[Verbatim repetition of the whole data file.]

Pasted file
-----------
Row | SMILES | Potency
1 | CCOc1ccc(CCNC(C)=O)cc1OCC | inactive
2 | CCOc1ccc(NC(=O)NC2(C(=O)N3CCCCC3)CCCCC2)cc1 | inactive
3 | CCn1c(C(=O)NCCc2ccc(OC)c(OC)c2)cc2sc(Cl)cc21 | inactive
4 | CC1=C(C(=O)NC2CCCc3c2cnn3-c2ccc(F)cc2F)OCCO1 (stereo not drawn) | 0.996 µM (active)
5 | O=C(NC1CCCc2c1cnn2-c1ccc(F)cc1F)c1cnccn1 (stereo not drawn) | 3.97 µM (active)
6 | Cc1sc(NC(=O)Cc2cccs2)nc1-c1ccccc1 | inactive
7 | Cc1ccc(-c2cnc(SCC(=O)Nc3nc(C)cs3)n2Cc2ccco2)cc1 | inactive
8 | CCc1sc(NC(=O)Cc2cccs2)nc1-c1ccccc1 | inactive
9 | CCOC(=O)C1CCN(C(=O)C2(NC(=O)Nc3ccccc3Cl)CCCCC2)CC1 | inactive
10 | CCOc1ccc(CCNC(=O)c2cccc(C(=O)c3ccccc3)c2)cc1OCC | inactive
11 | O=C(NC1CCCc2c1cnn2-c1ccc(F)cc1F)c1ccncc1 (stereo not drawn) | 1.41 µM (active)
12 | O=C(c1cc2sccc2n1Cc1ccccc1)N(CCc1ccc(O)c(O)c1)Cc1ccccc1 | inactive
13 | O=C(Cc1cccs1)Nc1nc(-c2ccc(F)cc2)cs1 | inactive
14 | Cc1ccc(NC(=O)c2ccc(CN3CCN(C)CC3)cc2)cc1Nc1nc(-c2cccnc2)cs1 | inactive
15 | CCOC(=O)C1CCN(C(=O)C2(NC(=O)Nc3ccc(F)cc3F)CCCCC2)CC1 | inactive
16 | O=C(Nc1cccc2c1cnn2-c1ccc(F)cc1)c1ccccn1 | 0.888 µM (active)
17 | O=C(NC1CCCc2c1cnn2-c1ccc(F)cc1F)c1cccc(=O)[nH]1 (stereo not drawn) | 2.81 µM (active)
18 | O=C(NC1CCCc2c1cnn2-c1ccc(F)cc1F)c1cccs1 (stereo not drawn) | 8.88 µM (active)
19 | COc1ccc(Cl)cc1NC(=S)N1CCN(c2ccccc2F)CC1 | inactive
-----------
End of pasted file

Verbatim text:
Row | SMILES | Potency
1 | CCOc1ccc(CCNC(C)=O)cc1OCC | inactive
2 | CCOc1ccc(NC(=O)NC2(C(=O)N3CCCCC3)CCCCC2)cc1 | inactive
3 | CCn1c(C(=O)NCCc2ccc(OC)c(OC)c2)cc2sc(Cl)cc21 | inactive
4 | CC1=C(C(=O)NC2CCCc3c2cnn3-c2ccc(F)cc2F)OCCO1 (stereo not drawn) | 0.996 µM (active)
5 | O=C(NC1CCCc2c1cnn2-c1ccc(F)cc1F)c1cnccn1 (stereo not drawn) | 3.97 µM (active)
6 | Cc1sc(NC(=O)Cc2cccs2)nc1-c1ccccc1 | inactive
7 | Cc1ccc(-c2cnc(SCC(=O)Nc3nc(C)cs3)n2Cc2ccco2)cc1 | inactive
8 | CCc1sc(NC(=O)Cc2cccs2)nc1-c1ccccc1 | inactive
9 | CCOC(=O)C1CCN(C(=O)C2(NC(=O)Nc3ccccc3Cl)CCCCC2)CC1 | inactive
10 | CCOc1ccc(CCNC(=O)c2cccc(C(=O)c3ccccc3)c2)cc1OCC | inactive
11 | O=C(NC1CCCc2c1cnn2-c1ccc(F)cc1F)c1ccncc1 (stereo not drawn) | 1.41 µM (active)
12 | O=C(c1cc2sccc2n1Cc1ccccc1)N(CCc1ccc(O)c(O)c1)Cc1ccccc1 | inactive
13 | O=C(Cc1cccs1)Nc1nc(-c2ccc(F)cc2)cs1 | inactive
14 | Cc1ccc(NC(=O)c2ccc(CN3CCN(C)CC3)cc2)cc1Nc1nc(-c2cccnc2)cs1 | inactive
15 | CCOC(=O)C1CCN(C(=O)C2(NC(=O)Nc3ccc(F)cc3F)CCCCC2)CC1 | inactive
16 | O=C(Nc1cccc2c1cnn2-c1ccc(F)cc1)c1ccccn1 | 0.888 µM (active)
17 | O=C(NC1CCCc2c1cnn2-c1ccc(F)cc1F)c1cccc(=O)[nH]1 (stereo not drawn) | 2.81 µM (active)
18 | O=C(NC1CCCc2c1cnn2-c1ccc(F)cc1F)c1cccs1 (stereo not drawn) | 8.88 µM (active)
19 | COc1ccc(Cl)cc1NC(=S)N1CCN(c2ccccc2F)CC1 | inactive